Box office at Regal South Beach. Photo: Jeff Greenberg/UIG via Getty Images.

The film industry is on pace to lose billions of dollars due to the deadly coronavirus outbreak around the world, according to analysts.

Why it matters: In the U.S., the largest box office in the world, consumers who are spooked by the virus have little incentive to leave their houses to see a movie if they can stream something at home. In China, the second-largest global box office, most theaters have been temporarily closed.

Driving the news: The opening of the latest James Bond movie "No Time To Die" has been delayed. The original April release date was postponed until November due to coronavirus impact, according to a statement.

  • Thousands of theaters in China have been closed due to outbreak. The Chinese box office has so far lost an estimated $200 million in 2020.

Studios are beginning to rethink their rollout strategies, especially as many are reliant on Chinese box office revenues.

  • Disney has delayed the China release of its live-action remake of "Mulan," which was expected to be a major money-maker.
  • Other award-winning films like 1917, Jojo Rabit and Little Women have been removed from the Chinese release schedule.
  • Some studios have had to halt production of films in places that have been impacted by the virus. Paramount delayed production of Mission: Impossible in Italy.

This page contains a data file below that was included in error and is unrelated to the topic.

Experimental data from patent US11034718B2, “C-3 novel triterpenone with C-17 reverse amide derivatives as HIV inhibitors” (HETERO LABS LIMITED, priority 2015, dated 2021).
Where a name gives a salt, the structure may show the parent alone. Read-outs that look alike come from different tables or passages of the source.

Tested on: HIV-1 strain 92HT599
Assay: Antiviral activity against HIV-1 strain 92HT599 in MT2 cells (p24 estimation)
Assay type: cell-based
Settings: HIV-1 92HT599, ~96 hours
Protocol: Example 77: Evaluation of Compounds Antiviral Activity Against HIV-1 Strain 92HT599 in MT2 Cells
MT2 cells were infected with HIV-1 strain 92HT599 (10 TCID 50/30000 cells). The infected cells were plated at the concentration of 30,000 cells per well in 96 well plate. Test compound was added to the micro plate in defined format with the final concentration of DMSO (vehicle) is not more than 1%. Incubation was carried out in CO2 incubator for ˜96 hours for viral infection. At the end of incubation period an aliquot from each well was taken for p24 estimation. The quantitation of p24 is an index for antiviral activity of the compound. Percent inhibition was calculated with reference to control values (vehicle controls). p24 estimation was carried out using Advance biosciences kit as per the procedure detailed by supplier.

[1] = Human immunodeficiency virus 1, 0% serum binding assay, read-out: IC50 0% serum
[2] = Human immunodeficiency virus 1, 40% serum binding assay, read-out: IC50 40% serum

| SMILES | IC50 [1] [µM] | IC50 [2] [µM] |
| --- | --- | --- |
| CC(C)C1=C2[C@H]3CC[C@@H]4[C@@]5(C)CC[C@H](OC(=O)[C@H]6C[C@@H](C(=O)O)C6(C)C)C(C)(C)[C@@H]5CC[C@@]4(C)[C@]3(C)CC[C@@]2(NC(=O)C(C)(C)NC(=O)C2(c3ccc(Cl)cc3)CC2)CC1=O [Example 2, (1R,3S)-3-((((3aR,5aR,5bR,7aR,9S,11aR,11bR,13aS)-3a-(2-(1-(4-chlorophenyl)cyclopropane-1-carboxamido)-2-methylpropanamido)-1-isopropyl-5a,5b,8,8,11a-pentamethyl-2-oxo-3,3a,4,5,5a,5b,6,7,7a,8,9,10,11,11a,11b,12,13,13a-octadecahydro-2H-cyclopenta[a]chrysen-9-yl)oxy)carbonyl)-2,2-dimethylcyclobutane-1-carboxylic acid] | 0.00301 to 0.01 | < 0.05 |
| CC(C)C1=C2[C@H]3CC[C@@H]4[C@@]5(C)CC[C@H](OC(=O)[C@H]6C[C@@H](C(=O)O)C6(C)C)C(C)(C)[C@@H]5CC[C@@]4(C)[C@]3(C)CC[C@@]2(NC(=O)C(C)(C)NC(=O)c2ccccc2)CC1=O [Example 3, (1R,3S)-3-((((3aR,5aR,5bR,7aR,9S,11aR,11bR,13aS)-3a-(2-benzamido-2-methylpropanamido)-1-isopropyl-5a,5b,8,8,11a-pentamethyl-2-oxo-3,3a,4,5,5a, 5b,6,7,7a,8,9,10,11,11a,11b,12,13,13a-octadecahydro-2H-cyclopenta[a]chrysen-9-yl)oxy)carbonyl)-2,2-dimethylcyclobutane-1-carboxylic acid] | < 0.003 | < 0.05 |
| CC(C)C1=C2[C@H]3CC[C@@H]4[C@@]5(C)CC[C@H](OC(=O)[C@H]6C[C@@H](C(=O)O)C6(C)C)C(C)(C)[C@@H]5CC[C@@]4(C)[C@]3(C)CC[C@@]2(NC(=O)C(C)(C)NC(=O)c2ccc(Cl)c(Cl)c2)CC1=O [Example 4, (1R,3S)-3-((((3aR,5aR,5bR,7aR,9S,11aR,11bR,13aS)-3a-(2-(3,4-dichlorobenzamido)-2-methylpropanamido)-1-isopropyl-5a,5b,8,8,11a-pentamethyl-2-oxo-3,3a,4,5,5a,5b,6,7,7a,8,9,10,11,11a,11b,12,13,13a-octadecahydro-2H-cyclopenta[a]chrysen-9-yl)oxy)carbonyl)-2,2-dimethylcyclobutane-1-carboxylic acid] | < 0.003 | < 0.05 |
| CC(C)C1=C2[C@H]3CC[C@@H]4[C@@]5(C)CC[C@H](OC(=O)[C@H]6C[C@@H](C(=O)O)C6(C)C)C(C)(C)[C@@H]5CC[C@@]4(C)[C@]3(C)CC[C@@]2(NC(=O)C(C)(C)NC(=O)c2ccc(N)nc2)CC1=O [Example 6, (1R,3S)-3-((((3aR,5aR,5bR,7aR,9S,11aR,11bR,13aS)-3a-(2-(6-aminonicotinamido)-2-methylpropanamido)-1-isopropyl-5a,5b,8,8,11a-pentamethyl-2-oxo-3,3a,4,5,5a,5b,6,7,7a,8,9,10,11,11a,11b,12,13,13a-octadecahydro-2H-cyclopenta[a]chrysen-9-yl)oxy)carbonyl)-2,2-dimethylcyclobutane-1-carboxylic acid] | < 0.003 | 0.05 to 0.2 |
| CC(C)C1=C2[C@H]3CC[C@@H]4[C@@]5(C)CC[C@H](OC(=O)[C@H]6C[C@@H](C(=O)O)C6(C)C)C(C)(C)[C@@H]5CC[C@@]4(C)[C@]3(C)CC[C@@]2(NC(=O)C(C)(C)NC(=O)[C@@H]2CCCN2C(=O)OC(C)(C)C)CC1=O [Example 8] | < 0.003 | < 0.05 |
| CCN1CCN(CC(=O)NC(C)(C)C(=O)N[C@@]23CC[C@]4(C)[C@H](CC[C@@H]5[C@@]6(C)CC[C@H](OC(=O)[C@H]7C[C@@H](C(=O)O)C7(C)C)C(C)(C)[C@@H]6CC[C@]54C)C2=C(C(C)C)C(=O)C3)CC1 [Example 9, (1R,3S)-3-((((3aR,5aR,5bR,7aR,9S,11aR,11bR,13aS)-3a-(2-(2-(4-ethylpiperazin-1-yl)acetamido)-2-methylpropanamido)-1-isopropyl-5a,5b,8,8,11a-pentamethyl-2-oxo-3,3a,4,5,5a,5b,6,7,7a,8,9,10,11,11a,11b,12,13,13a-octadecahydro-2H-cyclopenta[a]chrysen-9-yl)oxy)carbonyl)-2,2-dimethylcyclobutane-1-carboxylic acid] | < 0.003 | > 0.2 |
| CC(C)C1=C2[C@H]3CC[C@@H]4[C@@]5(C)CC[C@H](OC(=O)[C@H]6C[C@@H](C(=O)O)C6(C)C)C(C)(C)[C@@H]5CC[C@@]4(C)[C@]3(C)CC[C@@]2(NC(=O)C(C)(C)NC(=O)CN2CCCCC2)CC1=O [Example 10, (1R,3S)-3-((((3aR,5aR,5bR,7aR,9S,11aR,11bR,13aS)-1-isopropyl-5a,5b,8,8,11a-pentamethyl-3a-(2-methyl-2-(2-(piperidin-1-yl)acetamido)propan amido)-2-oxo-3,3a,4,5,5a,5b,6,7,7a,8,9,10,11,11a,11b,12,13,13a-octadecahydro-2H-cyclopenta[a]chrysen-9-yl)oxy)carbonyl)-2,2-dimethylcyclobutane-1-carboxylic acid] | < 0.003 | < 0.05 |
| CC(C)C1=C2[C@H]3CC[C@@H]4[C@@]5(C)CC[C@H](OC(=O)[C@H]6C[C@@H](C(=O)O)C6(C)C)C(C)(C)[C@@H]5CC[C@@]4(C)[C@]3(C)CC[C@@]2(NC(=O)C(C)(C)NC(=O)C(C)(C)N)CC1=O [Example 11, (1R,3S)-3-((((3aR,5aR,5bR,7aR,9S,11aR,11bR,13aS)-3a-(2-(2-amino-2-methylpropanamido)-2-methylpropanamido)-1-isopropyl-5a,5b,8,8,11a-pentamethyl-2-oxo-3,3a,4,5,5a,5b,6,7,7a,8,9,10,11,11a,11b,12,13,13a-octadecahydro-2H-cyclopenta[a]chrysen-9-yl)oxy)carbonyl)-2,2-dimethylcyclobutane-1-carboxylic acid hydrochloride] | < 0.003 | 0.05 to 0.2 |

By the numbers: The corornavirus outbreak is causing movie theater stocks to tumble out of fears that the virus will keep movie-goers away from theaters. Most theater-chain stocks are down by 25%-40% over the past six months, with major dips occurring within the last month.

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Data: Yahoo Finance; Chart: Axios Visuals

The global box office hit a record high last year, thanks mostly to growth in China. The North American box office brought in $11.4 billion, its second-highest year after 2018, while the Chinese box office totaled $9.2 billion, growing faster than North America.

  • Analysts predicted that the Chinese box office would soon surpass the North American box office as the largest globally, but that's unlikely to happen this year due to the virus.

Between the lines: The virus has also caused major entertainment companies to issue warnings to investors of the possible hits to theme parks, resorts and cruise lines.

  • Shanghai Disney announced on Jan. 25 that it would temporarily close due to the coronavirus. It has yet to issue a reopening date.
  • Tokyo Disneyland and Universal Studios Japan have already experienced temporary closures.
  • Disney Cruise Lines have implemented precautionary restrictions.

The big picture: While the out-of-home entertainment industry is expected to suffer, in-home entertainment is anticipated to thrive, as more people will be staying home, likely glued to their televisions.

  • GroupM's Brian Wieser, one of the top global advertising industry analysts, predicts that television advertising sales may experience a boost due to increased viewership, but outdoor advertising like billboards and subway posters "may be worse off with lower levels of foot traffic in many places."

Go deeper: Coronavirus scare hits media, advertising industries

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